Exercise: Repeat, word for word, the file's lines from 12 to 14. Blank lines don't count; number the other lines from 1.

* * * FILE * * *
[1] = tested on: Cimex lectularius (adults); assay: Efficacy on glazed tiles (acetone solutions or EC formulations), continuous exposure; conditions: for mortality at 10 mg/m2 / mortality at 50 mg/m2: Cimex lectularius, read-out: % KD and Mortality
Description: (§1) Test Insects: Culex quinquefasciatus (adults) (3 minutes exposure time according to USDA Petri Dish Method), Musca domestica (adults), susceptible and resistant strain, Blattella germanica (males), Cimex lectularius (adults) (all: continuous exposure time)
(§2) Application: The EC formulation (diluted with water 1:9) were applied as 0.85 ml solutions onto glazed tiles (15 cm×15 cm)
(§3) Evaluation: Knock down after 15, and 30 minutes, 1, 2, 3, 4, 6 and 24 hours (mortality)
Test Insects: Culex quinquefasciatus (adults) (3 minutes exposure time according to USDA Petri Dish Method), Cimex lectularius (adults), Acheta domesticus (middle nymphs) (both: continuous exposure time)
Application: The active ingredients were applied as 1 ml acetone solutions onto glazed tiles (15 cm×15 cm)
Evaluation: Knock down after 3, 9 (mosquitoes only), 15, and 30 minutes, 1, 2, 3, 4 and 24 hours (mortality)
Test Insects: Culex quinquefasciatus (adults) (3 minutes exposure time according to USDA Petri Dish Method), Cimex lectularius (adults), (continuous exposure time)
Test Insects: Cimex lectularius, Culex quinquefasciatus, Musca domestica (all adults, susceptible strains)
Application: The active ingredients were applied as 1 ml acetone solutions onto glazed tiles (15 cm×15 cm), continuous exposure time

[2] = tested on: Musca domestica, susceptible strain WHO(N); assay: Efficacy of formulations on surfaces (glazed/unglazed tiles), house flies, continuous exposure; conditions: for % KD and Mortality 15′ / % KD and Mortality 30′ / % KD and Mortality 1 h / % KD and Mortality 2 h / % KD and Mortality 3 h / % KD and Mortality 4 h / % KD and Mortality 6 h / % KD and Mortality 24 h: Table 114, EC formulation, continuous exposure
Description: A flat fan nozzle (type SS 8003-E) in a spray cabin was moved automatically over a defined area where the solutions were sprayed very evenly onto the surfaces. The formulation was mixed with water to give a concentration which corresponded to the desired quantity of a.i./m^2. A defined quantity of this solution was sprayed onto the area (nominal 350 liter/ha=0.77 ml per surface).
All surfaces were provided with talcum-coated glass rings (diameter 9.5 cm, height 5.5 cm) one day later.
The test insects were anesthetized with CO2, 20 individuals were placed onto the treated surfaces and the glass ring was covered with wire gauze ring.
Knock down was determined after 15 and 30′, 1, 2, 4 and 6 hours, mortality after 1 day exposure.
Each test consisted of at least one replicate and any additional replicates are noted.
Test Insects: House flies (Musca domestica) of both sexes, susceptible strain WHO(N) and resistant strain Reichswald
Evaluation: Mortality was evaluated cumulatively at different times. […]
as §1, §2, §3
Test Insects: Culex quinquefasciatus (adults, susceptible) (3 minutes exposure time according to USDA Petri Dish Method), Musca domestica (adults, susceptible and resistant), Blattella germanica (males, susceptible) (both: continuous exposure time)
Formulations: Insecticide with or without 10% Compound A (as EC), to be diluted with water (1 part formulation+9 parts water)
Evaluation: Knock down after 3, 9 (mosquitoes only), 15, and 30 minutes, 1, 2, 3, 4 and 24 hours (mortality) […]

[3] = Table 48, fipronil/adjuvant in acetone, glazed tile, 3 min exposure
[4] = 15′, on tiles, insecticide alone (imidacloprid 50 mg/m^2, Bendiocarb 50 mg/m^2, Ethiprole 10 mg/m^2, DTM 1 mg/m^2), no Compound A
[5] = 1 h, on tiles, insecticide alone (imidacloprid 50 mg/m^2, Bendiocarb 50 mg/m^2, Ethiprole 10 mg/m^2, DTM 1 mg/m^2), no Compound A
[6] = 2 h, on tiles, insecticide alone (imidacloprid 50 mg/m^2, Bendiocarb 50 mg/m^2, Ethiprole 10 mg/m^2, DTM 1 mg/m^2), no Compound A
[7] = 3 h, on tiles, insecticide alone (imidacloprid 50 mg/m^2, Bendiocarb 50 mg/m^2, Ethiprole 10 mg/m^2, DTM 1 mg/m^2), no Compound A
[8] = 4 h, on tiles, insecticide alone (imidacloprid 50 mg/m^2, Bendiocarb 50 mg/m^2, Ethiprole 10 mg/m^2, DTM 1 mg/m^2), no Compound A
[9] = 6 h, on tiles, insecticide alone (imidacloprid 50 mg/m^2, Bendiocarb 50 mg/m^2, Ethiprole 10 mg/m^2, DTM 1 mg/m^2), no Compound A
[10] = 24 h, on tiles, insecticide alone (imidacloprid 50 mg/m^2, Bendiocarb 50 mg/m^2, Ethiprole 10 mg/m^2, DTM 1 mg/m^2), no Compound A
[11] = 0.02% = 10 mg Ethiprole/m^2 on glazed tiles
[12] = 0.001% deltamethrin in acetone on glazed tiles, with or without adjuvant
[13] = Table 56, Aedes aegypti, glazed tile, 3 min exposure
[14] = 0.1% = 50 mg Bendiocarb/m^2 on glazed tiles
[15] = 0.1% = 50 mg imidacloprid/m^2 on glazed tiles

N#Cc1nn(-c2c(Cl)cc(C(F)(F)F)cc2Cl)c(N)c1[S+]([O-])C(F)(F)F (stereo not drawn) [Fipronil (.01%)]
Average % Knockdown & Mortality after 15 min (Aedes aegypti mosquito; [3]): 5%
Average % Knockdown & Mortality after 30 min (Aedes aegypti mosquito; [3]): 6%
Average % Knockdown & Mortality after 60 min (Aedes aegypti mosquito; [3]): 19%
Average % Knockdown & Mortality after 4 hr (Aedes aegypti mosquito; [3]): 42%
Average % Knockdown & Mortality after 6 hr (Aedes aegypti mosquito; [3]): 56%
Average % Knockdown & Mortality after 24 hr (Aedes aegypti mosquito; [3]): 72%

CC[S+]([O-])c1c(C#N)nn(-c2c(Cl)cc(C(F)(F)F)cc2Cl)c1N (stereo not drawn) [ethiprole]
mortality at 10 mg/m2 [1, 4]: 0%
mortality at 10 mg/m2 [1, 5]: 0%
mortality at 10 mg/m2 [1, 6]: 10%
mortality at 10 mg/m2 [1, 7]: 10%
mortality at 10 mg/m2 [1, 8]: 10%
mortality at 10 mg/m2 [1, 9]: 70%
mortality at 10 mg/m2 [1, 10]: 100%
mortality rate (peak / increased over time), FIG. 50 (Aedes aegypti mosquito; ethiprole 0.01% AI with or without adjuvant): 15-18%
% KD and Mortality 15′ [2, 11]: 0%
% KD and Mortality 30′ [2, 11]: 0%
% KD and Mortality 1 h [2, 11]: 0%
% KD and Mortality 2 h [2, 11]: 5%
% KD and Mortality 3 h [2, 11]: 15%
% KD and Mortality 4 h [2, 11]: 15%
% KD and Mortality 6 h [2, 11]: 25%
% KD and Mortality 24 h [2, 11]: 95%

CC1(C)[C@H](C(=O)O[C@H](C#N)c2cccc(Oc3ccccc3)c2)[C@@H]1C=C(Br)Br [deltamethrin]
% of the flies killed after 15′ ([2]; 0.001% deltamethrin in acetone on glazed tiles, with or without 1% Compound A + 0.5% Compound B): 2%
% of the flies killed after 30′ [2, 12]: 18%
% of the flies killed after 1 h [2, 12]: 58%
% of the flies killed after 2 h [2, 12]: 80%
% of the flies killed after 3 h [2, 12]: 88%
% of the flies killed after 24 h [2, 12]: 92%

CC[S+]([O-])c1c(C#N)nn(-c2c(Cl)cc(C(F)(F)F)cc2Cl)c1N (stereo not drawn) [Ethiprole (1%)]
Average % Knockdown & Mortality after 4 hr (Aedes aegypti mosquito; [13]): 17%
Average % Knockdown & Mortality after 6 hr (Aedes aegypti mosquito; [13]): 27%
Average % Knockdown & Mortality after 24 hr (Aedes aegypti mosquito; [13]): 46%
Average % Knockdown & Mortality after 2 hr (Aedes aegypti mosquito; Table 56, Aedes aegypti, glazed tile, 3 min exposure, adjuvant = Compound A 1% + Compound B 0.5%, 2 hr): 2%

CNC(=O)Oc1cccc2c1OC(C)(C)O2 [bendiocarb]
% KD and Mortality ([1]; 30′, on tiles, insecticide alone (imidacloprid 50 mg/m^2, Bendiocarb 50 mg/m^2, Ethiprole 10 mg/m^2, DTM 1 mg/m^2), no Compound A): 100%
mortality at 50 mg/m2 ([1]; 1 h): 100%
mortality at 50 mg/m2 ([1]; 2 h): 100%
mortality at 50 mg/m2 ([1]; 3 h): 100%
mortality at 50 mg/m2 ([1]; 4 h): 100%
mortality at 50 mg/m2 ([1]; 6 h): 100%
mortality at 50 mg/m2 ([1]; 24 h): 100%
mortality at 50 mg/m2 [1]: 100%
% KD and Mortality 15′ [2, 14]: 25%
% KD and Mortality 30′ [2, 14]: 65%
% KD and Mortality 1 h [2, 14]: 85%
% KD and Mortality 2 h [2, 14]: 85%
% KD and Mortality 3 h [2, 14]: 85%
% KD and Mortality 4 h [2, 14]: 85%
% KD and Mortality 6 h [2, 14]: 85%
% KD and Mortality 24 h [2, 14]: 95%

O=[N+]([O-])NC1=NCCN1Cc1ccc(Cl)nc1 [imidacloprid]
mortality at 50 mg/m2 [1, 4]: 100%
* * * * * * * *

Description: A flat fan nozzle (type SS 8003-E) in a spray cabin was moved automatically over a defined area where the solutions were sprayed very evenly onto the surfaces. The formulation was mixed with water to give a concentration which corresponded to the desired quantity of a.i./m^2. A defined quantity of this solution was sprayed onto the area (nominal 350 liter/ha=0.77 ml per surface).
All surfaces were provided with talcum-coated glass rings (diameter 9.5 cm, height 5.5 cm) one day later.
The test insects were anesthetized with CO2, 20 individuals were placed onto the treated surfaces and the glass ring was covered with wire gauze ring.